When Katherine Reich started working in her position as Falls Church City’s Arborist last year, she told the News-Press emphatically that she was in favor of adorning the City’s trees in Christmas lights.
She followed through a few months after making that statement when the City’s downtown trees were lit up for the first time in decades.
Reich is now furthering her commitment to allowing City trees to be decorated by allowing businesses around Falls Church to apply for permits to hang lights on the trees around their stores that are on City property.
Right-of-way use permits for lighting City trees, for which there is no application fee, can be obtained from the Department of Public Works’ Urban Forestry division, located in City Hall, now through March 23, 2016.
The permitting process actually furthers another one of Reich’s stipulations for allowing lights to be hung on the City’s trees – she wants to make sure that hanging Christmas lights on the City’s trees does not affect the health of the trees.
“That’s why I wanted to require a permit,” Reich said. “We made the permits free because we want to be friendly and encourage people to interact with the trees. But we do need to put conditions on it so people don’t harm the trees.”
Reich said that the permitting process will allow the City to inspect the trees that are being decorated with lights to ensure that are not being harmed.
The right-of-way permit and the conditions under which the City’s trees may be decorated are available on the City’s Urban Forestry website.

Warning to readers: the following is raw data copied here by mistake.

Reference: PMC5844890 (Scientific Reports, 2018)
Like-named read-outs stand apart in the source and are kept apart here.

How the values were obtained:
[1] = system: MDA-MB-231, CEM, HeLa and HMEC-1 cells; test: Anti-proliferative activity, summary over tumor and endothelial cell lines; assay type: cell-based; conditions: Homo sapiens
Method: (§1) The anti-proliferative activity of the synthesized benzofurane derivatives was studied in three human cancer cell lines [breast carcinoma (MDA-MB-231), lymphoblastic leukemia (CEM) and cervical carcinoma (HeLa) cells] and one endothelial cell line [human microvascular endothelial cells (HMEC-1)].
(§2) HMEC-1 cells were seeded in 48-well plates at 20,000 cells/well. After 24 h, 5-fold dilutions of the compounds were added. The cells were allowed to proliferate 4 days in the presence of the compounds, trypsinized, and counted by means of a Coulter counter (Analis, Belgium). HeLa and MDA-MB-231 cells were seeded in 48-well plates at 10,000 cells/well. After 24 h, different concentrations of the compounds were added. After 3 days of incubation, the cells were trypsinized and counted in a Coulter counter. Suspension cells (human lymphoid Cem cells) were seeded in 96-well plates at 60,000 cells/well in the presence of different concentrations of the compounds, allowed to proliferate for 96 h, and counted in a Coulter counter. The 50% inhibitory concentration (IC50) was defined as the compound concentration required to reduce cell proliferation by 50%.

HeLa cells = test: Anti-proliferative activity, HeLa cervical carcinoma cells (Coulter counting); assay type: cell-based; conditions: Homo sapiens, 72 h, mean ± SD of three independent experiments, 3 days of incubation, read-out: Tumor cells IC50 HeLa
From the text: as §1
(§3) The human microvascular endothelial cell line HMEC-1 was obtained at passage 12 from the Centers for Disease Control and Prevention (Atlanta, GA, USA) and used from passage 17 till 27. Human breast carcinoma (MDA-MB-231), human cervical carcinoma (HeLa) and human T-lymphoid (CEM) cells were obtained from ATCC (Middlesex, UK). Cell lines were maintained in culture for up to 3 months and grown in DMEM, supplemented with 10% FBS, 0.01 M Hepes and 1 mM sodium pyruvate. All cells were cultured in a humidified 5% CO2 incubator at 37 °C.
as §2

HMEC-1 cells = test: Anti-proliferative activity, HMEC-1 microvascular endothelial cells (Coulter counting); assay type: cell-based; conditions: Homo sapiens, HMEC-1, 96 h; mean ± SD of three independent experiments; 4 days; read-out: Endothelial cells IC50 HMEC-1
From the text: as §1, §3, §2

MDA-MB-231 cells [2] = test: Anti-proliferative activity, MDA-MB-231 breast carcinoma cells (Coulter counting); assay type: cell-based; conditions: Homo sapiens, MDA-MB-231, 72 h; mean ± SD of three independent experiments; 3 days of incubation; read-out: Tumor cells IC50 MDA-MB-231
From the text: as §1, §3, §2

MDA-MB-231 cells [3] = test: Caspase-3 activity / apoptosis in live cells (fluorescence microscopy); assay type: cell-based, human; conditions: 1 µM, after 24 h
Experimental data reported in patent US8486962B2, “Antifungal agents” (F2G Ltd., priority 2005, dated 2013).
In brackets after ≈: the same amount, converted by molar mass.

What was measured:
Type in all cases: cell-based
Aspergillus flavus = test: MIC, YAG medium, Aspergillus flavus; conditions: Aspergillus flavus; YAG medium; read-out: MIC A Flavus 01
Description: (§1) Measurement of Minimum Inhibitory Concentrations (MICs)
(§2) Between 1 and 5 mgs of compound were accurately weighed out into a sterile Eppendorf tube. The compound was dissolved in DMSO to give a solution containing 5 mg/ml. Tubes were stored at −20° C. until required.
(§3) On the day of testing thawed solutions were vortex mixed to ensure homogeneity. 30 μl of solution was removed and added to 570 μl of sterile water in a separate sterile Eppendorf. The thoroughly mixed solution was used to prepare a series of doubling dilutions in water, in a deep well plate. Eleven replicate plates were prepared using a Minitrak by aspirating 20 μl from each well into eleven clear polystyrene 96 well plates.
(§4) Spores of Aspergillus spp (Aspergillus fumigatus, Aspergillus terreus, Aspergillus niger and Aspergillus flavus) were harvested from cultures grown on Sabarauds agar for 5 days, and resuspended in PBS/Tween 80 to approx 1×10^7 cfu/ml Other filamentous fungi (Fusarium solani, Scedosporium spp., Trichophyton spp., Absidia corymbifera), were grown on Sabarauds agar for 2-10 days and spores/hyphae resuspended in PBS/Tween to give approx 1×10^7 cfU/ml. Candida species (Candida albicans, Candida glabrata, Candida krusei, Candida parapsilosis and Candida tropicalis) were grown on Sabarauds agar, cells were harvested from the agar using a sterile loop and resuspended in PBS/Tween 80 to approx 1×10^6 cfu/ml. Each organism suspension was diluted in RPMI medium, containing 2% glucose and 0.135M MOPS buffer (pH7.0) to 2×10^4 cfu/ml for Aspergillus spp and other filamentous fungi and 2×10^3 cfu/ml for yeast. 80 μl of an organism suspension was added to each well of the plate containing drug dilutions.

Some of the stipulations for decorating City trees with lights include only using low-voltage decorative lights, such as LED lights, adhering to the City’s traffic requirements during installation and removal of the lights, installing lights in a manner that does not harm the trees. The stipulations also include specifications for how not to harm the tree while installing lights on it and the consequences for damaging the tree.
These include making sure lighting attachments to trees are loose to prevent bark damage and allow for branch sway during normal wind, making sure that all material used for attaching lights and wires are approved by the City Arborist before installation and a requirement for permit holders to loosen or remove and replace any parts of the tree-lighting system that are damaging the tree.
As of press time, Reich said that no businesses have applied for permits.
She said that she hopes that the official lighting of the City’s trees on the 100 and 200 block of W. Broad Street, which took place on Tuesday night, will encourage businesses to apply for permits.
Reich said that after receiving feedback from City residents and reading the feedback in the News-Press about the City’s decoration of the trees last year, the City decided to decorate the trees differently this year. She said the decoration job received mixed reviews, but instead of draping the lights over the tree branches, the lights have been wrapped around tree trunks this year.
“I actually kind of liked it. Someone described it as a ‘weepy starfish,’ but I still kind of liked it,” Reich said.
“Anyways, we were winging it. We were trying to learn as we went, you know, we hadn’t done this before….[This year] it looks very neat and very solid, so there will be a whole lot of light when we turn it on. So I think it’s a completely different approach and then with this year’s feedback we’ll see what we do next year.”